Eritrea is the worst country that failed to adequately govern the way it extracts and manage natural resources, according to an index that tracks accountability and corruption.
The New York-based Natural Resource Governance Institute (NRGI), in its annual index released on Wednesday, said that Norway ranked top, closely followed by Chile, Britain and Canada.
The institute ranked 81 countries according to the transparency and accountability of their oil, gas and mining sectors.
Sixty-six countries were found to be “weak, poor or failing” in their governance of extractive industries, with less than 20 per cent achieving “good” or “satisfactory” overall ratings.
Launched in 2013, the index aims to help commodity-rich nations avoid the pitfalls of the “resource curse”, in which their economies grow slowly due to poor institutional management and oversight of their natural resources.
“Good governance of extractive industries is a fundamental step out of poverty for the 1.8 billion poor citizens living in the 81 countries we assessed…,” said Daniel Kaufmann, president and chief executive of the NRGI, an independent non-profit organisation.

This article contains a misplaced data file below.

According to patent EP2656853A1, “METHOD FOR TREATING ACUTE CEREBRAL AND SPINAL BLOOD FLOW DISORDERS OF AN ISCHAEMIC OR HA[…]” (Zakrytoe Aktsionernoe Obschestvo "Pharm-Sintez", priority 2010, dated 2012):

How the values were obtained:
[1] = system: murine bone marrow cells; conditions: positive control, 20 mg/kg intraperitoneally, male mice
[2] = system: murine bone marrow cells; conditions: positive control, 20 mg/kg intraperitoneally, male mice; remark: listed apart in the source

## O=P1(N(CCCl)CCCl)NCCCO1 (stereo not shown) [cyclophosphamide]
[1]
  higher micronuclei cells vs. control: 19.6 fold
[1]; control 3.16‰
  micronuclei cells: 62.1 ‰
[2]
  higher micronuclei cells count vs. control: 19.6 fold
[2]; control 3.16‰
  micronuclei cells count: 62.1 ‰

“It is encouraging that dozens of countries are adopting extractives laws and regulations, but often these are not matched by meaningful action in practice.”
The index showed some middle-income countries including Colombia, Indonesia, Ghana, Mongolia, Peru, Mexico and Botswana achieved good or satisfactory overall ratings.
Burkina Faso was placed highest among the low-income countries studied and its mining sector ranked 20th overall.
The NRGI said the situation is worse in countries where corruption is systemic, including in policy areas such as environmental and social impacts, and the sharing of resource revenues by national governments with local authorities.
The index also looked at how well citizens and local communities could voice concerns and hold governments to account.
It also examined the transparency of management of sovereign wealth funds in 33 countries. Eleven sovereign wealth funds, managing 1.5 trillion dollars in wealth, were rated as failing.
The best governed of those studied was Colombia’s Savings and Stabilisation Fund followed by Ghana’s Stabilisation Fund.
Chile’s Codelco state mining company was rated the best-governed of 74 extractive sector state-owned enterprises that were assessed for their disclosures and corporate governance. The Oil and Natural Gas Corporation of India came second.
In total, 48 countries’ state-owned companies were given “unsatisfactory” ratings. The NRGI called on governments to support transparency measures, including laws to ensure the identities of the true beneficiaries of oil and mining companies are clear.
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